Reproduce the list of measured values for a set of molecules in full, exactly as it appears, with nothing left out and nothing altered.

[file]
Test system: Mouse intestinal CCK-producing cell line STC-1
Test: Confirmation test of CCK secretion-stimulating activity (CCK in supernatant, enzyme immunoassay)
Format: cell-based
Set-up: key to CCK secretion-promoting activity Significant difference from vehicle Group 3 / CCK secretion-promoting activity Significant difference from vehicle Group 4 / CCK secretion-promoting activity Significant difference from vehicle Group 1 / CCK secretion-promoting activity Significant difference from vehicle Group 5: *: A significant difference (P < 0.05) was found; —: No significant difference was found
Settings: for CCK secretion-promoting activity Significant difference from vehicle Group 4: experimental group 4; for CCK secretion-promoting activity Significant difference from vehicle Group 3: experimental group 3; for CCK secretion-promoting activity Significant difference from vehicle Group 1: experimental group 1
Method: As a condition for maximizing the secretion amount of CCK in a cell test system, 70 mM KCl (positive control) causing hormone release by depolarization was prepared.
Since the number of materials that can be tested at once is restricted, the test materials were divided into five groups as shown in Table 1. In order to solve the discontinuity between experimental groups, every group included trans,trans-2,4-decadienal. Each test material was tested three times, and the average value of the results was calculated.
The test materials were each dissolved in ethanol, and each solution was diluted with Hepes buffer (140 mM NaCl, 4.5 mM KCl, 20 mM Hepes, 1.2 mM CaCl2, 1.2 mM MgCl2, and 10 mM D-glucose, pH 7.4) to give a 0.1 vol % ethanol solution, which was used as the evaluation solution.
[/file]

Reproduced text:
Test system: Mouse intestinal CCK-producing cell line STC-1
Test: Confirmation test of CCK secretion-stimulating activity (CCK in supernatant, enzyme immunoassay)
Format: cell-based
Set-up: key to CCK secretion-promoting activity Significant difference from vehicle Group 3 / CCK secretion-promoting activity Significant difference from vehicle Group 4 / CCK secretion-promoting activity Significant difference from vehicle Group 1 / CCK secretion-promoting activity Significant difference from vehicle Group 5: *: A significant difference (P < 0.05) was found; —: No significant difference was found
Settings: for CCK secretion-promoting activity Significant difference from vehicle Group 4: experimental group 4; for CCK secretion-promoting activity Significant difference from vehicle Group 3: experimental group 3; for CCK secretion-promoting activity Significant difference from vehicle Group 1: experimental group 1
Method: As a condition for maximizing the secretion amount of CCK in a cell test system, 70 mM KCl (positive control) causing hormone release by depolarization was prepared.
Since the number of materials that can be tested at once is restricted, the test materials were divided into five groups as shown in Table 1. In order to solve the discontinuity between experimental groups, every group included trans,trans-2,4-decadienal. Each test material was tested three times, and the average value of the results was calculated.
The test materials were each dissolved in ethanol, and each solution was diluted with Hepes buffer (140 mM NaCl, 4.5 mM KCl, 20 mM Hepes, 1.2 mM CaCl2, 1.2 mM MgCl2, and 10 mM D-glucose, pH 7.4) to give a 0.1 vol % ethanol solution, which was used as the evaluation solution.